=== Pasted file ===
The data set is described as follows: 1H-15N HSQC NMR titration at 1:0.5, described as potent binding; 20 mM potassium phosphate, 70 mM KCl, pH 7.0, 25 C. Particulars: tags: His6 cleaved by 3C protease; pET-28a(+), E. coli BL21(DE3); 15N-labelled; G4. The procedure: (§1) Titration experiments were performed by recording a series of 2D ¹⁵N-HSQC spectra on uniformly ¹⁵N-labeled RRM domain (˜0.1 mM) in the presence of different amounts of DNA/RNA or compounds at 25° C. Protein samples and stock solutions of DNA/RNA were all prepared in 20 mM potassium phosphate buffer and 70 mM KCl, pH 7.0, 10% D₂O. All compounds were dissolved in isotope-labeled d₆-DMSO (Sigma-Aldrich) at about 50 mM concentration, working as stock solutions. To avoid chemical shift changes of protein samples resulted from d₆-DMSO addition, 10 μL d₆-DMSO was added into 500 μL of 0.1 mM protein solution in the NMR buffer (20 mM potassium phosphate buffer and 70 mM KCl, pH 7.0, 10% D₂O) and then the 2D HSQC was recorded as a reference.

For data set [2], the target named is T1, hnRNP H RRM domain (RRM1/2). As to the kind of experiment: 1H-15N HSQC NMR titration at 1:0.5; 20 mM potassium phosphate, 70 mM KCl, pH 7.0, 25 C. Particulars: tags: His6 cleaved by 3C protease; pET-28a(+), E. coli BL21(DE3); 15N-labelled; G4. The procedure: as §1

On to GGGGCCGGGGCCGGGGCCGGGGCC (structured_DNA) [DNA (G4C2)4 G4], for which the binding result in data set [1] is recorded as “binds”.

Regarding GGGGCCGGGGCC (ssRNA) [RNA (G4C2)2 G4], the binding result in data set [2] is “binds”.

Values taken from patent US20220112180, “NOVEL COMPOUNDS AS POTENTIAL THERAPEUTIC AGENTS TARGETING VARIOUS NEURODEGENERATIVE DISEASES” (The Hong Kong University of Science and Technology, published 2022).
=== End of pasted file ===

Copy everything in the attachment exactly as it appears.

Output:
The data set is described as follows: 1H-15N HSQC NMR titration at 1:0.5, described as potent binding; 20 mM potassium phosphate, 70 mM KCl, pH 7.0, 25 C. Particulars: tags: His6 cleaved by 3C protease; pET-28a(+), E. coli BL21(DE3); 15N-labelled; G4. The procedure: (§1) Titration experiments were performed by recording a series of 2D ¹⁵N-HSQC spectra on uniformly ¹⁵N-labeled RRM domain (˜0.1 mM) in the presence of different amounts of DNA/RNA or compounds at 25° C. Protein samples and stock solutions of DNA/RNA were all prepared in 20 mM potassium phosphate buffer and 70 mM KCl, pH 7.0, 10% D₂O. All compounds were dissolved in isotope-labeled d₆-DMSO (Sigma-Aldrich) at about 50 mM concentration, working as stock solutions. To avoid chemical shift changes of protein samples resulted from d₆-DMSO addition, 10 μL d₆-DMSO was added into 500 μL of 0.1 mM protein solution in the NMR buffer (20 mM potassium phosphate buffer and 70 mM KCl, pH 7.0, 10% D₂O) and then the 2D HSQC was recorded as a reference.

For data set [2], the target named is T1, hnRNP H RRM domain (RRM1/2). As to the kind of experiment: 1H-15N HSQC NMR titration at 1:0.5; 20 mM potassium phosphate, 70 mM KCl, pH 7.0, 25 C. Particulars: tags: His6 cleaved by 3C protease; pET-28a(+), E. coli BL21(DE3); 15N-labelled; G4. The procedure: as §1

On to GGGGCCGGGGCCGGGGCCGGGGCC (structured_DNA) [DNA (G4C2)4 G4], for which the binding result in data set [1] is recorded as “binds”.

Regarding GGGGCCGGGGCC (ssRNA) [RNA (G4C2)2 G4], the binding result in data set [2] is “binds”.

Values taken from patent US20220112180, “NOVEL COMPOUNDS AS POTENTIAL THERAPEUTIC AGENTS TARGETING VARIOUS NEURODEGENERATIVE DISEASES” (The Hong Kong University of Science and Technology, published 2022).